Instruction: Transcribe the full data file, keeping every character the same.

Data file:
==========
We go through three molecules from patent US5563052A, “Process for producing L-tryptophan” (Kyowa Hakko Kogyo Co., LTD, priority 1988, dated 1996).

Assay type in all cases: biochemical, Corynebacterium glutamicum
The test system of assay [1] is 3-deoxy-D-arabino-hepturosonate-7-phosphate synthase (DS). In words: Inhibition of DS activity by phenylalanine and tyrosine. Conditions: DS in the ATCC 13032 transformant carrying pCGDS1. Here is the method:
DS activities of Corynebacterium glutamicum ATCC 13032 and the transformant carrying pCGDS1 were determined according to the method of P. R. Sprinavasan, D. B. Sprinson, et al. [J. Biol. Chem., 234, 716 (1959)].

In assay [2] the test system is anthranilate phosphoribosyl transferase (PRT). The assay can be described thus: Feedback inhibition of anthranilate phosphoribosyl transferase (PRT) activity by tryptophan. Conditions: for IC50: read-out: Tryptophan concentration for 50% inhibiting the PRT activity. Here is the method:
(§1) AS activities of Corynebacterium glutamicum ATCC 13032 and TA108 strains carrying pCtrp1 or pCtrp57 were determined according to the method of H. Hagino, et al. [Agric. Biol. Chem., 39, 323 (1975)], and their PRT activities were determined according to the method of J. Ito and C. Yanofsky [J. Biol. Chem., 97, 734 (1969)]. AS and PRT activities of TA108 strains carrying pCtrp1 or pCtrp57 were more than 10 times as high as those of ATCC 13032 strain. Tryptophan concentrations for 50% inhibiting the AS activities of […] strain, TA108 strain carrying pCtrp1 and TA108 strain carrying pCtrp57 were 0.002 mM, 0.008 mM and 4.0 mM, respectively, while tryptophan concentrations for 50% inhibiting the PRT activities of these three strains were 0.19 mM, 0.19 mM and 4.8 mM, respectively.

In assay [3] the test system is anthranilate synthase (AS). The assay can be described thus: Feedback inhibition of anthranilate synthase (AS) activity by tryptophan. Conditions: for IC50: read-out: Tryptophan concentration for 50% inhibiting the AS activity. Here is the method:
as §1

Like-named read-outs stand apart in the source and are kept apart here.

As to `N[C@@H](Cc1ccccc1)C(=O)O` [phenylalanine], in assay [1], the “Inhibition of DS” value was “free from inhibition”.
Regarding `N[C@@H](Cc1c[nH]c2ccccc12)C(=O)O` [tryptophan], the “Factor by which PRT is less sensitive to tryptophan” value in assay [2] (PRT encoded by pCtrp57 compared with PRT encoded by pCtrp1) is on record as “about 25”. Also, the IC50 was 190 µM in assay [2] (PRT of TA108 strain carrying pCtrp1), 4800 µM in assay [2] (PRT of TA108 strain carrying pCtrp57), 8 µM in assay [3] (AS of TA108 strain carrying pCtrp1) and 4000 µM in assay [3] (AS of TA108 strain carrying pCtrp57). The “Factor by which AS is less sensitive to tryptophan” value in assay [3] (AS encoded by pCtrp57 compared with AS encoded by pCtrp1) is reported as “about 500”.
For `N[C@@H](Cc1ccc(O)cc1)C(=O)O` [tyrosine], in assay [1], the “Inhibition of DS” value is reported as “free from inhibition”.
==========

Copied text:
We go through three molecules from patent US5563052A, “Process for producing L-tryptophan” (Kyowa Hakko Kogyo Co., LTD, priority 1988, dated 1996).

Assay type in all cases: biochemical, Corynebacterium glutamicum
The test system of assay [1] is 3-deoxy-D-arabino-hepturosonate-7-phosphate synthase (DS). In words: Inhibition of DS activity by phenylalanine and tyrosine. Conditions: DS in the ATCC 13032 transformant carrying pCGDS1. Here is the method:
DS activities of Corynebacterium glutamicum ATCC 13032 and the transformant carrying pCGDS1 were determined according to the method of P. R. Sprinavasan, D. B. Sprinson, et al. [J. Biol. Chem., 234, 716 (1959)].

In assay [2] the test system is anthranilate phosphoribosyl transferase (PRT). The assay can be described thus: Feedback inhibition of anthranilate phosphoribosyl transferase (PRT) activity by tryptophan. Conditions: for IC50: read-out: Tryptophan concentration for 50% inhibiting the PRT activity. Here is the method:
(§1) AS activities of Corynebacterium glutamicum ATCC 13032 and TA108 strains carrying pCtrp1 or pCtrp57 were determined according to the method of H. Hagino, et al. [Agric. Biol. Chem., 39, 323 (1975)], and their PRT activities were determined according to the method of J. Ito and C. Yanofsky [J. Biol. Chem., 97, 734 (1969)]. AS and PRT activities of TA108 strains carrying pCtrp1 or pCtrp57 were more than 10 times as high as those of ATCC 13032 strain. Tryptophan concentrations for 50% inhibiting the AS activities of […] strain, TA108 strain carrying pCtrp1 and TA108 strain carrying pCtrp57 were 0.002 mM, 0.008 mM and 4.0 mM, respectively, while tryptophan concentrations for 50% inhibiting the PRT activities of these three strains were 0.19 mM, 0.19 mM and 4.8 mM, respectively.

In assay [3] the test system is anthranilate synthase (AS). The assay can be described thus: Feedback inhibition of anthranilate synthase (AS) activity by tryptophan. Conditions: for IC50: read-out: Tryptophan concentration for 50% inhibiting the AS activity. Here is the method:
as §1

Like-named read-outs stand apart in the source and are kept apart here.

As to `N[C@@H](Cc1ccccc1)C(=O)O` [phenylalanine], in assay [1], the “Inhibition of DS” value was “free from inhibition”.
Regarding `N[C@@H](Cc1c[nH]c2ccccc12)C(=O)O` [tryptophan], the “Factor by which PRT is less sensitive to tryptophan” value in assay [2] (PRT encoded by pCtrp57 compared with PRT encoded by pCtrp1) is on record as “about 25”. Also, the IC50 was 190 µM in assay [2] (PRT of TA108 strain carrying pCtrp1), 4800 µM in assay [2] (PRT of TA108 strain carrying pCtrp57), 8 µM in assay [3] (AS of TA108 strain carrying pCtrp1) and 4000 µM in assay [3] (AS of TA108 strain carrying pCtrp57). The “Factor by which AS is less sensitive to tryptophan” value in assay [3] (AS encoded by pCtrp57 compared with AS encoded by pCtrp1) is reported as “about 500”.
For `N[C@@H](Cc1ccc(O)cc1)C(=O)O` [tyrosine], in assay [1], the “Inhibition of DS” value is reported as “free from inhibition”.